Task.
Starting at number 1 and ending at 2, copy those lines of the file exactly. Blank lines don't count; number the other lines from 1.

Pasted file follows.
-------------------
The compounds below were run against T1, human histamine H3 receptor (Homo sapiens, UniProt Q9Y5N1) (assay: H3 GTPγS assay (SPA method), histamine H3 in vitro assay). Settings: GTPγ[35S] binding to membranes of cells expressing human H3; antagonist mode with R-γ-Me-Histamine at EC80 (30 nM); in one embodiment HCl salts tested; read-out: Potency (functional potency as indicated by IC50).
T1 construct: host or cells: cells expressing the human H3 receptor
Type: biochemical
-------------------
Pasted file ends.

The compounds below were run against T1, human histamine H3 receptor (Homo sapiens, UniProt Q9Y5N1) (assay: H3 GTPγS assay (SPA method), histamine H3 in vitro assay). Settings: GTPγ[35S] binding to membranes of cells expressing human H3; antagonist mode with R-γ-Me-Histamine at EC80 (30 nM); in one embodiment HCl salts tested; read-out: Potency (functional potency as indicated by IC50).
T1 construct: host or cells: cells expressing the human H3 receptor